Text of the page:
More excellent thrills from Joss Whedon – the Marvel Universe is on a roll!
I don’t know how Joss Whedon does it. He juggles and juggles all these different characters, set-pieces and plots and it should just fall out of control, those balls of plot rolling on the floor, poor Joss desperately trying to recover them, but the ones that he still had under control….well he drops those too. He slips on one of the stray plotballs. He lands on his face. We should laugh, but in the end it’s just sad. Just so very sad.
Luckily none of that happens in Avengers: Age of Ultron – second time round the magic is still there, and then some. The film is huge, impossibly, mind-boggingly huge. We are thrown directly into an action sequence that some films would be quite content to end on, and to be honest, I was so thrown by the barrage of quick-fire spectacle that it took me quite a while for me to acclimatize to Whedon’s direction. I was happy to roll with it though, for deep down I knew it would turn out all right. At some point I find myself well and truly back in the game, and from then on it was good times all the way. Now I’ve always liked the Marvel films but have struggled to truly love them – Iron Man, the Hulk, Thor, Captain America….they’re all good films, peppered with the occasional outstanding moment, but a lot of the time they felt like building blocks for another instalment. I was entertained, but also undernourished – I know a great show should always leave you wanting more, but too often I wanted much, much more. That was until the first Avengers film, which admittedly was also a building block film in that it’s part of an even bigger universe, but a totally exhilarating experience, the first out-and-out classic film of the Marvel world. It should have been a total overload, combining all those existing characters for one big adventure, but Whedon wrung out something truly special with all those fantastic, and I mean really fantastic action set-pieces that made me actually lean forward in my seat in gripped awe, a thing I used to do back when I watched stuff like Indiana Jones and the Last Crusade as an innocent eight year old but rarely do now in my jaded, cynical days. So yeah, it was a total spectacle, but Whedon’s second killer move was in his handling of the dynamic between the characters – all of a sudden Iron Man’s cocky confidence was being taken down a notch by the no-bullshit heroism of Captain America, who in turn struggled to find his way in present-day drama. Thor’s theatrics were parodied, and everyone had to deal with the green elephant in the room, the Hulk. It could have been a mess, but a dream team was truly born.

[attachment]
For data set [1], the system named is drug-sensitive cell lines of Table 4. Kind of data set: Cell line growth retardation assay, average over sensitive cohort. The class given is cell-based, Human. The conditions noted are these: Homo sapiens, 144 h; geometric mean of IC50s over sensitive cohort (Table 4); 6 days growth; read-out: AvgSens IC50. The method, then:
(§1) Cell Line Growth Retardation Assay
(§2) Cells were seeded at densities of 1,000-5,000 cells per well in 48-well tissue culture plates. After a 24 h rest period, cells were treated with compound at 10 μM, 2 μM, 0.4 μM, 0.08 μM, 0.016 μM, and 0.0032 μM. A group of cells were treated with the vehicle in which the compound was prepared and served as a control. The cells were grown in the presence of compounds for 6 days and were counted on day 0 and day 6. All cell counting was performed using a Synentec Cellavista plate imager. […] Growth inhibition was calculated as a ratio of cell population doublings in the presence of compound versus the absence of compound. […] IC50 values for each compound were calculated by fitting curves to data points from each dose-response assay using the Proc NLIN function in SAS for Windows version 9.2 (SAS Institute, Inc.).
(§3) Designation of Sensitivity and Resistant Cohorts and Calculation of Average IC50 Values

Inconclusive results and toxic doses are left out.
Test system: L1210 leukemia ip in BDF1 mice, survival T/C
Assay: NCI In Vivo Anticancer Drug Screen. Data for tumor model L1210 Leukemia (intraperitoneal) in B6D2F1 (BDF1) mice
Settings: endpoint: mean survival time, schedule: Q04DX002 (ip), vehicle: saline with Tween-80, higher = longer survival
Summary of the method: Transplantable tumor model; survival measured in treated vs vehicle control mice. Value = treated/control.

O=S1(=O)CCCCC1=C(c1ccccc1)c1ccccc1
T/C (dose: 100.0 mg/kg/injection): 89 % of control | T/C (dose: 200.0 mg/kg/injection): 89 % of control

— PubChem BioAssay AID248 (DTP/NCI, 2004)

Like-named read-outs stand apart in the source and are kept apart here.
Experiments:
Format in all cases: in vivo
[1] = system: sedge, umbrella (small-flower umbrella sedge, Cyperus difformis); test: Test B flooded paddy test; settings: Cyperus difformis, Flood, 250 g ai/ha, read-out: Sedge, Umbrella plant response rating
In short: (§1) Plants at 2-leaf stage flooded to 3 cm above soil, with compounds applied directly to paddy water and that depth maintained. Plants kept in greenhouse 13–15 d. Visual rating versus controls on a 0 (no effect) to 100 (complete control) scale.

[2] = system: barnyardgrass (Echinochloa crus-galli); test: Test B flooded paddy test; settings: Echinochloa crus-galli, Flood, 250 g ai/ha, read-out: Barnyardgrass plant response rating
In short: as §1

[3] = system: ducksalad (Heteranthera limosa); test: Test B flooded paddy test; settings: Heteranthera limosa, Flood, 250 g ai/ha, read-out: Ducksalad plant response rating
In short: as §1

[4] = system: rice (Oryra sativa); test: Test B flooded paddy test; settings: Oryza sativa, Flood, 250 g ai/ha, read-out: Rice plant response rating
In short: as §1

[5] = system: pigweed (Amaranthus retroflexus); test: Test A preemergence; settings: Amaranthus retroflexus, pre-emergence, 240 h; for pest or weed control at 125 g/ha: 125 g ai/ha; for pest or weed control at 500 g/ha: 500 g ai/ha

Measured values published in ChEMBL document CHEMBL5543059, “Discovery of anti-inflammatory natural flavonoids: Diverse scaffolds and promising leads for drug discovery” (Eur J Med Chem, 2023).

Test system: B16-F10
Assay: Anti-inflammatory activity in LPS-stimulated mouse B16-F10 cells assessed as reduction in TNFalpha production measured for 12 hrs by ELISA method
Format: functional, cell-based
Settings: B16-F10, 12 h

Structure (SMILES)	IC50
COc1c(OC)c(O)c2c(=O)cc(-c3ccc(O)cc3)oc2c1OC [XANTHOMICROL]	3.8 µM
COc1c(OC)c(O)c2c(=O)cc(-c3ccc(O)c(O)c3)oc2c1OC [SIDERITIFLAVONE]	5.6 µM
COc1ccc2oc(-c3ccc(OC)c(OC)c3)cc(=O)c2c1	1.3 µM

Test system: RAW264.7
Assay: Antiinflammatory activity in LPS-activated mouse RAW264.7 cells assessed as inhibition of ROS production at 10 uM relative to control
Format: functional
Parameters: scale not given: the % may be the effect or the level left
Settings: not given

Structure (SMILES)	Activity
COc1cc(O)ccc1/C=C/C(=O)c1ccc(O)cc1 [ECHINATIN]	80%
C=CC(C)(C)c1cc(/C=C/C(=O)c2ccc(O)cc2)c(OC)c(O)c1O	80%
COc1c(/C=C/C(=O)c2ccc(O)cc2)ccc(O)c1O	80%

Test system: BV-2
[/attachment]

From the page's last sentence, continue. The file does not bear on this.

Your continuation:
For Age of Ultron, the team has moved on, their relationships deepened somewhat (there’s definitely something special between Scarlett Johansson’s former assassin Natasha Romanoff/Black Widow and Mark Ruffalo’s tormented Bruce Banner/Hulk) and their M.O spectacularly efficient. We first catch them on a high-tension mission to retrieve Loki (Thor’s half-brother, total dick, absent for this movie)’s sceptre of Doom or whatever, but once Tony Stark/Iron Man (Robert Downey Jr) gets home and realises the potentially incredible energy potential inside the sceptre he forges a plan to create the ultimate artifical intelligence, the ultimate defence for the planet…. the only catch being that while he and all his fellow Avengers are partying downstairs, this energy turns out to be so advanced it pretty much assumes self-authority immediately, becomes the terrifyingly advanced Ultron and wages war on PLANET EARTH. Oh shit.